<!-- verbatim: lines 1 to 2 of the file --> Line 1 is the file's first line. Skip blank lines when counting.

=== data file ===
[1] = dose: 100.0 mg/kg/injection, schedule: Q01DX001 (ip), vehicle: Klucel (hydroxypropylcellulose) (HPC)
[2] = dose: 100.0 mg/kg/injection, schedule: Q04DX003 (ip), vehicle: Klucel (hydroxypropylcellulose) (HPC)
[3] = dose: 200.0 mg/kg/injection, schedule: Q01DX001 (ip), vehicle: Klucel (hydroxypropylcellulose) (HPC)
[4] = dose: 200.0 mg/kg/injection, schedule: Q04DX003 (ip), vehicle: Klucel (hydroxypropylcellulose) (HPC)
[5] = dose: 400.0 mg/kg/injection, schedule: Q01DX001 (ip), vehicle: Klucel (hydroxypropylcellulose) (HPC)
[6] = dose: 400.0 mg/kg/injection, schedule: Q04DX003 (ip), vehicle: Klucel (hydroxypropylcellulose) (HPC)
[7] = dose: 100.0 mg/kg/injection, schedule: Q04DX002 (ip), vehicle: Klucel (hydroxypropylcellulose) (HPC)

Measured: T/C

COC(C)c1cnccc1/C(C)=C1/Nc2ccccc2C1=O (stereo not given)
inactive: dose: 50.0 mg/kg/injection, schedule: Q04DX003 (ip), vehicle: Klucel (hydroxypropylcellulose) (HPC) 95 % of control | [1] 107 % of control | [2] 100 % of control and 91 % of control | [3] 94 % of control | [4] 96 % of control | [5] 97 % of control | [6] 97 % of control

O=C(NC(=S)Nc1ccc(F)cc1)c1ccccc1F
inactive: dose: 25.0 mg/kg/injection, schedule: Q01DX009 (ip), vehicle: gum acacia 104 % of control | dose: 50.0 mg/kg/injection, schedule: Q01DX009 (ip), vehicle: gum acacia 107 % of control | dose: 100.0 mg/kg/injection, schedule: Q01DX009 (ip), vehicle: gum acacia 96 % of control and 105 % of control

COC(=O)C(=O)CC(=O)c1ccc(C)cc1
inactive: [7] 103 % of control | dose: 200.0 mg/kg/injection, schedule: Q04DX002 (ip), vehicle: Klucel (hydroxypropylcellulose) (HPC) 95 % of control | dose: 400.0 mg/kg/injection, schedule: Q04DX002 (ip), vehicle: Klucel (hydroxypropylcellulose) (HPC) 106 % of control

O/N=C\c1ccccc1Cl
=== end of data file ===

[1] = dose: 100.0 mg/kg/injection, schedule: Q01DX001 (ip), vehicle: Klucel (hydroxypropylcellulose) (HPC)
[2] = dose: 100.0 mg/kg/injection, schedule: Q04DX003 (ip), vehicle: Klucel (hydroxypropylcellulose) (HPC)